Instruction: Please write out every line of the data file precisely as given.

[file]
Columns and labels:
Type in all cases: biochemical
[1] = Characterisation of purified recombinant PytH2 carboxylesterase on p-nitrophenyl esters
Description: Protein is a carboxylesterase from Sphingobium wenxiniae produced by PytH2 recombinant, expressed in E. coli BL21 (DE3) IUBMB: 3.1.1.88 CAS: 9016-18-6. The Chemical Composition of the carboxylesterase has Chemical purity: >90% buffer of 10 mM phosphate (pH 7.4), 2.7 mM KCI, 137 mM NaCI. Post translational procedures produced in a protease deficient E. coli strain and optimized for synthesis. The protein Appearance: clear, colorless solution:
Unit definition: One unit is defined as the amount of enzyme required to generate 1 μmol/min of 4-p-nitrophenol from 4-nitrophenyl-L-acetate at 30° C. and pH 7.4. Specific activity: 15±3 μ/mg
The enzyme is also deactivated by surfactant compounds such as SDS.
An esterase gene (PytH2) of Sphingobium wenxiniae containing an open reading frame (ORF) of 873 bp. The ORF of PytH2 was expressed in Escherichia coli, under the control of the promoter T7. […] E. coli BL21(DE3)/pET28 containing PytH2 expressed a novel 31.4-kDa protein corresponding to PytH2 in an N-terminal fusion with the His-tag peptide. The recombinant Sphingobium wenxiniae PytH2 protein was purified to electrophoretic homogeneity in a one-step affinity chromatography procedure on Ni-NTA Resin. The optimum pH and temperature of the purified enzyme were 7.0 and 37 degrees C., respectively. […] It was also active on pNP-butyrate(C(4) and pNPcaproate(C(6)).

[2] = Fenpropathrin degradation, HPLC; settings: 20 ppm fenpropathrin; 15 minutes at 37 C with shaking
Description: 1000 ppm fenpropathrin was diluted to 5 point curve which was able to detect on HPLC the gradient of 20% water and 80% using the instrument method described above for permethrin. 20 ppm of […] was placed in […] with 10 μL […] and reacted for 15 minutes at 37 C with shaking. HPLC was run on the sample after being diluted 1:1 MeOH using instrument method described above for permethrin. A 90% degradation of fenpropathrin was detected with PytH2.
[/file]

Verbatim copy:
Columns and labels:
Type in all cases: biochemical
[1] = Characterisation of purified recombinant PytH2 carboxylesterase on p-nitrophenyl esters
Description: Protein is a carboxylesterase from Sphingobium wenxiniae produced by PytH2 recombinant, expressed in E. coli BL21 (DE3) IUBMB: 3.1.1.88 CAS: 9016-18-6. The Chemical Composition of the carboxylesterase has Chemical purity: >90% buffer of 10 mM phosphate (pH 7.4), 2.7 mM KCI, 137 mM NaCI. Post translational procedures produced in a protease deficient E. coli strain and optimized for synthesis. The protein Appearance: clear, colorless solution:
Unit definition: One unit is defined as the amount of enzyme required to generate 1 μmol/min of 4-p-nitrophenol from 4-nitrophenyl-L-acetate at 30° C. and pH 7.4. Specific activity: 15±3 μ/mg
The enzyme is also deactivated by surfactant compounds such as SDS.
An esterase gene (PytH2) of Sphingobium wenxiniae containing an open reading frame (ORF) of 873 bp. The ORF of PytH2 was expressed in Escherichia coli, under the control of the promoter T7. […] E. coli BL21(DE3)/pET28 containing PytH2 expressed a novel 31.4-kDa protein corresponding to PytH2 in an N-terminal fusion with the His-tag peptide. The recombinant Sphingobium wenxiniae PytH2 protein was purified to electrophoretic homogeneity in a one-step affinity chromatography procedure on Ni-NTA Resin. The optimum pH and temperature of the purified enzyme were 7.0 and 37 degrees C., respectively. […] It was also active on pNP-butyrate(C(4) and pNPcaproate(C(6)).

[2] = Fenpropathrin degradation, HPLC; settings: 20 ppm fenpropathrin; 15 minutes at 37 C with shaking
Description: 1000 ppm fenpropathrin was diluted to 5 point curve which was able to detect on HPLC the gradient of 20% water and 80% using the instrument method described above for permethrin. 20 ppm of […] was placed in […] with 10 μL […] and reacted for 15 minutes at 37 C with shaking. HPLC was run on the sample after being diluted 1:1 MeOH using instrument method described above for permethrin. A 90% degradation of fenpropathrin was detected with PytH2.